Monday, January 05, 2015

Instability of Quantum de Sitter Spacetime

New paper! We show that quantum effects (in particular, the horizon temperature originally discovered by Gibbons and Hawking) modify the geometry of de Sitter spacetime.
Instability of Quantum de Sitter Spacetime (

Chiu Man Ho, Stephen D. H. Hsu

Quantized fields (e.g., the graviton itself) in de Sitter (dS) spacetime lead to particle production: specifically, we consider a thermal spectrum resulting from the dS (horizon) temperature. The energy required to excite these particles reduces slightly the rate of expansion and eventually modifies the semiclassical spacetime geometry. The resulting manifold no longer has constant curvature nor time reversal invariance, and back-reaction renders the classical dS background unstable to perturbations. In the case of AdS, there exists a global static vacuum state; in this state there is no particle production and the analogous instability does not arise.


Sean Carroll said...

Sorry Steve, I don't buy it. :) It's true that particle detectors in dS detect a thermal bath of particles. But such particle detectors are, by construction, out-of-equilibrium systems. In the actual dS vacuum, there are no such detectors hanging around, and correspondingly there is no thermal bath violating the symmetries of dS. There is just the vacuum state itself, whose energy-momentum tensor is perfectly dS invariant. See:

steve hsu said...

Looks like we are in for a long conversation :-) I think I know where we disagree, but it will take some time to write it up in comprehensible form -- I'll send you an email. I don't think you need "out of equilibrium detectors" for the system to evolve away from the stationary state you consider. The state of the universe we describe (QFT modes thermalized; gravitational back reaction changes geometry slightly) has higher entropy than the stationary one (yours), and there are nonzero quantum amplitudes connecting the two. So in an Everett description I think most of the measure (probability) is concentrated on the former. More later ...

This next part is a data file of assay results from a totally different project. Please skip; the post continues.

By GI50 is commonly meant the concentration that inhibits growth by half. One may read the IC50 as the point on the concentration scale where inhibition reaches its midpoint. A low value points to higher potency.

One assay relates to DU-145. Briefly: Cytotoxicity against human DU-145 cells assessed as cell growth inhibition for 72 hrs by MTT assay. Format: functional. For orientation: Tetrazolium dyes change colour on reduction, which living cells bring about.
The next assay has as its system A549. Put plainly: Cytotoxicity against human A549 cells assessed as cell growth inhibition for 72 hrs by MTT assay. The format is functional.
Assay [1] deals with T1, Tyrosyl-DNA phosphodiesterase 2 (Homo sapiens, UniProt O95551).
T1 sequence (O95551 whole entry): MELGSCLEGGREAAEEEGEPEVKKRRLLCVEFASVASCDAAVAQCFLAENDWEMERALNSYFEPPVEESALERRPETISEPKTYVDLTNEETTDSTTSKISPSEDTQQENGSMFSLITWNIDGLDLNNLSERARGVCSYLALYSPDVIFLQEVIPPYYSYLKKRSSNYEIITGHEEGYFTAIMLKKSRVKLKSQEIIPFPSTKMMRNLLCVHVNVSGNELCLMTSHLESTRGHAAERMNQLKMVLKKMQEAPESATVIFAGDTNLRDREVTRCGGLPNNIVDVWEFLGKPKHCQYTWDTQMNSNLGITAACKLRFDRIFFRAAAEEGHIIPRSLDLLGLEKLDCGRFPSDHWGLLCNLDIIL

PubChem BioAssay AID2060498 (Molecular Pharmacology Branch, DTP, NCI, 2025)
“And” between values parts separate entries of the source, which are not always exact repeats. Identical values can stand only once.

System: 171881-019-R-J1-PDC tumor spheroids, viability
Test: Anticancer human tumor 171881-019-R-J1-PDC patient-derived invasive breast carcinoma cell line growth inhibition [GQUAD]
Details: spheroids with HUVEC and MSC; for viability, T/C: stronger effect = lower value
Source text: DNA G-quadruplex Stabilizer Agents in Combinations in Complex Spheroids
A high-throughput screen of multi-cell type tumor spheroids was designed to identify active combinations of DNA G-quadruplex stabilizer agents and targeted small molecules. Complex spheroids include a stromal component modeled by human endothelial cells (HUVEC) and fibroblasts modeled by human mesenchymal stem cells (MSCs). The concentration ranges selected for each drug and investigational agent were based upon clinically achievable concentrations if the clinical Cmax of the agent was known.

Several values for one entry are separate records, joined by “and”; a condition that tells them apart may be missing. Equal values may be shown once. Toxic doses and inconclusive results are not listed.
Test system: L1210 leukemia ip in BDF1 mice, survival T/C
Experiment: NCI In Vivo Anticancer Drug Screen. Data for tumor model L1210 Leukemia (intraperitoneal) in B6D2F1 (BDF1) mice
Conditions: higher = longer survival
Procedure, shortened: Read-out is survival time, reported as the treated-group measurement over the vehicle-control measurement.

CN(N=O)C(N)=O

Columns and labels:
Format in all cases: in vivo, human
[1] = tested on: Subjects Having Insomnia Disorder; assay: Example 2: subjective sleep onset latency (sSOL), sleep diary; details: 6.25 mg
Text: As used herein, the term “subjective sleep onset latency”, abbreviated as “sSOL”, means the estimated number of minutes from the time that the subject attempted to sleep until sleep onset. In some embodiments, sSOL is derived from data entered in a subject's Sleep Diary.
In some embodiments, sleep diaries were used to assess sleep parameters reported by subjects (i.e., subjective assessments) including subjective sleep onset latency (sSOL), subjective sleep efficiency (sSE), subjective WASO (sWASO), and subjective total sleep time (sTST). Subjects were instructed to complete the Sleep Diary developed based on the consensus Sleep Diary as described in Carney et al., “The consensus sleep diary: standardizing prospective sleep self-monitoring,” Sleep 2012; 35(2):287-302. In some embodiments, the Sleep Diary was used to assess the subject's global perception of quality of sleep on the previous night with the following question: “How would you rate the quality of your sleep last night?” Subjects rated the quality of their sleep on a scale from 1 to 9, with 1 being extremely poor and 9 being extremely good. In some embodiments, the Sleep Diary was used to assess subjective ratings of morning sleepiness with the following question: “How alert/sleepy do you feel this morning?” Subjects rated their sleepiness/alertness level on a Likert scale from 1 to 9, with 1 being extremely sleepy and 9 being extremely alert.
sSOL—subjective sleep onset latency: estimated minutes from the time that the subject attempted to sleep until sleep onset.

PS I noticed in the original Gibbons-Hawking paper on dS temperature that Hawking promises to address some of the issues you tackle in your paper in a forthcoming publication (ref. 16; see discussion in left column of p.2751). AFAIK ref. 16 never appeared! So it's definitely a tricky question ...

G. W. Gibbons and S. W. Hawking, Phys. Rev. D 15, 2738 (1977)

Sean Carroll said...

In semiclassical QFT, the energy-momentum tensor is dS invariant, full stop. But the real world is certainly tricky, because gravitational backreaction is the whole point, so semiclassical QFT isn't necessarily up to the task. You would have to convince me that quantum gravity somehow breaks dS invariance -- which is always possible, I suppose, though I don't see why it would happen. Looking forward to talking, and always willing to be convinced!

(You might be interested in some of the papers in our references, esp. the ones on the quantum no-hair theorem.)

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